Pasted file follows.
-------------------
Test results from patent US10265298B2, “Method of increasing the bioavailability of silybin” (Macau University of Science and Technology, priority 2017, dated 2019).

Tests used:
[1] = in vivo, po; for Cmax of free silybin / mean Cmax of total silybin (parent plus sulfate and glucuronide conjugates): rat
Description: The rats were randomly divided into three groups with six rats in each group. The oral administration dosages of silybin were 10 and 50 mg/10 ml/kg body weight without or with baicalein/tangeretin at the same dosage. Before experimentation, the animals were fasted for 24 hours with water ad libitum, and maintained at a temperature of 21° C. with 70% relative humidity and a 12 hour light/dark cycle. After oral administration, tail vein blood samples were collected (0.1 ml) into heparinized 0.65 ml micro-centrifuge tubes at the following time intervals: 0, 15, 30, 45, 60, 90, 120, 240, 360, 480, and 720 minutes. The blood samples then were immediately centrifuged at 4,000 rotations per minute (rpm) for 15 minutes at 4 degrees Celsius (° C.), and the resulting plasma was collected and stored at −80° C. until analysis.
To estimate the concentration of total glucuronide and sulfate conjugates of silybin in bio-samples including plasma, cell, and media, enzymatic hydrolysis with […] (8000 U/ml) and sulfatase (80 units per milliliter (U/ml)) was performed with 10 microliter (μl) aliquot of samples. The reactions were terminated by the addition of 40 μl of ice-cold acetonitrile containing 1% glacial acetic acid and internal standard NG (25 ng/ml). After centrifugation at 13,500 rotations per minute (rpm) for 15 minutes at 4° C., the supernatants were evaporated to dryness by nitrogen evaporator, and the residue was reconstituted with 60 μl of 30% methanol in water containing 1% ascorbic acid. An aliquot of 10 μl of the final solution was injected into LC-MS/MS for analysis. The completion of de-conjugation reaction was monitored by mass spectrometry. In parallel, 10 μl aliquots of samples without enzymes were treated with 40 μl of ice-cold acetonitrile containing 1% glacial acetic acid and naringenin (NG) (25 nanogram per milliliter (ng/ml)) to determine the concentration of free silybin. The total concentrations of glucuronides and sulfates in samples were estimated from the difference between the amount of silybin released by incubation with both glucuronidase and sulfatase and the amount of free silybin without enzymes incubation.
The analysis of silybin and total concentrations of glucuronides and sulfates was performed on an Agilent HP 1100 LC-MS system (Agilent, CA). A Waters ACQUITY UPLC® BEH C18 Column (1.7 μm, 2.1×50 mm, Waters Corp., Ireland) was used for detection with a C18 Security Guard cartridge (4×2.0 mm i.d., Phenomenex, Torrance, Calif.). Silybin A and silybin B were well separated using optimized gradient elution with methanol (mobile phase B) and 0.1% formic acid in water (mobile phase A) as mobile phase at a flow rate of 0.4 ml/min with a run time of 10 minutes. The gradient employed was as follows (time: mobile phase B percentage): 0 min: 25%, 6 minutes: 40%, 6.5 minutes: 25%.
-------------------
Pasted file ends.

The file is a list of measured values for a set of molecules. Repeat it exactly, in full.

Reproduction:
Test results from patent US10265298B2, “Method of increasing the bioavailability of silybin” (Macau University of Science and Technology, priority 2017, dated 2019).

Tests used:
[1] = in vivo, po; for Cmax of free silybin / mean Cmax of total silybin (parent plus sulfate and glucuronide conjugates): rat
Description: The rats were randomly divided into three groups with six rats in each group. The oral administration dosages of silybin were 10 and 50 mg/10 ml/kg body weight without or with baicalein/tangeretin at the same dosage. Before experimentation, the animals were fasted for 24 hours with water ad libitum, and maintained at a temperature of 21° C. with 70% relative humidity and a 12 hour light/dark cycle. After oral administration, tail vein blood samples were collected (0.1 ml) into heparinized 0.65 ml micro-centrifuge tubes at the following time intervals: 0, 15, 30, 45, 60, 90, 120, 240, 360, 480, and 720 minutes. The blood samples then were immediately centrifuged at 4,000 rotations per minute (rpm) for 15 minutes at 4 degrees Celsius (° C.), and the resulting plasma was collected and stored at −80° C. until analysis.
To estimate the concentration of total glucuronide and sulfate conjugates of silybin in bio-samples including plasma, cell, and media, enzymatic hydrolysis with […] (8000 U/ml) and sulfatase (80 units per milliliter (U/ml)) was performed with 10 microliter (μl) aliquot of samples. The reactions were terminated by the addition of 40 μl of ice-cold acetonitrile containing 1% glacial acetic acid and internal standard NG (25 ng/ml). After centrifugation at 13,500 rotations per minute (rpm) for 15 minutes at 4° C., the supernatants were evaporated to dryness by nitrogen evaporator, and the residue was reconstituted with 60 μl of 30% methanol in water containing 1% ascorbic acid. An aliquot of 10 μl of the final solution was injected into LC-MS/MS for analysis. The completion of de-conjugation reaction was monitored by mass spectrometry. In parallel, 10 μl aliquots of samples without enzymes were treated with 40 μl of ice-cold acetonitrile containing 1% glacial acetic acid and naringenin (NG) (25 nanogram per milliliter (ng/ml)) to determine the concentration of free silybin. The total concentrations of glucuronides and sulfates in samples were estimated from the difference between the amount of silybin released by incubation with both glucuronidase and sulfatase and the amount of free silybin without enzymes incubation.
The analysis of silybin and total concentrations of glucuronides and sulfates was performed on an Agilent HP 1100 LC-MS system (Agilent, CA). A Waters ACQUITY UPLC® BEH C18 Column (1.7 μm, 2.1×50 mm, Waters Corp., Ireland) was used for detection with a C18 Security Guard cartridge (4×2.0 mm i.d., Phenomenex, Torrance, Calif.). Silybin A and silybin B were well separated using optimized gradient elution with methanol (mobile phase B) and 0.1% formic acid in water (mobile phase A) as mobile phase at a flow rate of 0.4 ml/min with a run time of 10 minutes. The gradient employed was as follows (time: mobile phase B percentage): 0 min: 25%, 6 minutes: 40%, 6.5 minutes: 25%.